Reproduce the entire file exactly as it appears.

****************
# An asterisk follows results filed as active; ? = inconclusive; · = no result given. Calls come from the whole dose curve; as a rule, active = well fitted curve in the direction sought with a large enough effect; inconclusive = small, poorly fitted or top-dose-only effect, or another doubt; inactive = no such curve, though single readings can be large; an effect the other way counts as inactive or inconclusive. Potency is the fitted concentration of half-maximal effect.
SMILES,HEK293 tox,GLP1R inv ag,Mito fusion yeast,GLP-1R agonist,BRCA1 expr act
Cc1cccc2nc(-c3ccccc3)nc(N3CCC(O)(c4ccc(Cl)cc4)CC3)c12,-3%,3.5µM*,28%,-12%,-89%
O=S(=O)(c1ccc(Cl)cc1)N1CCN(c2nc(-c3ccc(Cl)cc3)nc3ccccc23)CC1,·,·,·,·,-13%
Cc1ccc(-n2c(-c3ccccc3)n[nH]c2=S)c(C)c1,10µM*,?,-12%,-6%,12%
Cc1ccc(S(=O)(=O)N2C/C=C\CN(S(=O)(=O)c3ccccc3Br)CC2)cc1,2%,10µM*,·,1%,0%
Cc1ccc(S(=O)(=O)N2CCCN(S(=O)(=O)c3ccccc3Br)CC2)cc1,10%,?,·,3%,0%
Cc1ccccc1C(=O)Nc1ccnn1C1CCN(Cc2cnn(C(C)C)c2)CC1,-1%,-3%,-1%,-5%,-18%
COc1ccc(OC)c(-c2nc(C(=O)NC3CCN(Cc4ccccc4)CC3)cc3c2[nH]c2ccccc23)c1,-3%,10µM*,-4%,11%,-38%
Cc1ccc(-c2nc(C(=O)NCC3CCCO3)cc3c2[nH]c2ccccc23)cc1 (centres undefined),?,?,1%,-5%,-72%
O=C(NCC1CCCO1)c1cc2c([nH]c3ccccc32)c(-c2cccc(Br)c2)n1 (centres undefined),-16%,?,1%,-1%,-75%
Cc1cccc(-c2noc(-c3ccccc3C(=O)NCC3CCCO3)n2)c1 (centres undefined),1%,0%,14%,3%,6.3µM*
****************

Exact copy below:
# An asterisk follows results filed as active; ? = inconclusive; · = no result given. Calls come from the whole dose curve; as a rule, active = well fitted curve in the direction sought with a large enough effect; inconclusive = small, poorly fitted or top-dose-only effect, or another doubt; inactive = no such curve, though single readings can be large; an effect the other way counts as inactive or inconclusive. Potency is the fitted concentration of half-maximal effect.
SMILES,HEK293 tox,GLP1R inv ag,Mito fusion yeast,GLP-1R agonist,BRCA1 expr act
Cc1cccc2nc(-c3ccccc3)nc(N3CCC(O)(c4ccc(Cl)cc4)CC3)c12,-3%,3.5µM*,28%,-12%,-89%
O=S(=O)(c1ccc(Cl)cc1)N1CCN(c2nc(-c3ccc(Cl)cc3)nc3ccccc23)CC1,·,·,·,·,-13%
Cc1ccc(-n2c(-c3ccccc3)n[nH]c2=S)c(C)c1,10µM*,?,-12%,-6%,12%
Cc1ccc(S(=O)(=O)N2C/C=C\CN(S(=O)(=O)c3ccccc3Br)CC2)cc1,2%,10µM*,·,1%,0%
Cc1ccc(S(=O)(=O)N2CCCN(S(=O)(=O)c3ccccc3Br)CC2)cc1,10%,?,·,3%,0%
Cc1ccccc1C(=O)Nc1ccnn1C1CCN(Cc2cnn(C(C)C)c2)CC1,-1%,-3%,-1%,-5%,-18%
COc1ccc(OC)c(-c2nc(C(=O)NC3CCN(Cc4ccccc4)CC3)cc3c2[nH]c2ccccc23)c1,-3%,10µM*,-4%,11%,-38%
Cc1ccc(-c2nc(C(=O)NCC3CCCO3)cc3c2[nH]c2ccccc23)cc1 (centres undefined),?,?,1%,-5%,-72%
O=C(NCC1CCCO1)c1cc2c([nH]c3ccccc32)c(-c2cccc(Br)c2)n1 (centres undefined),-16%,?,1%,-1%,-75%
Cc1cccc(-c2noc(-c3ccccc3C(=O)NCC3CCCO3)n2)c1 (centres undefined),1%,0%,14%,3%,6.3µM*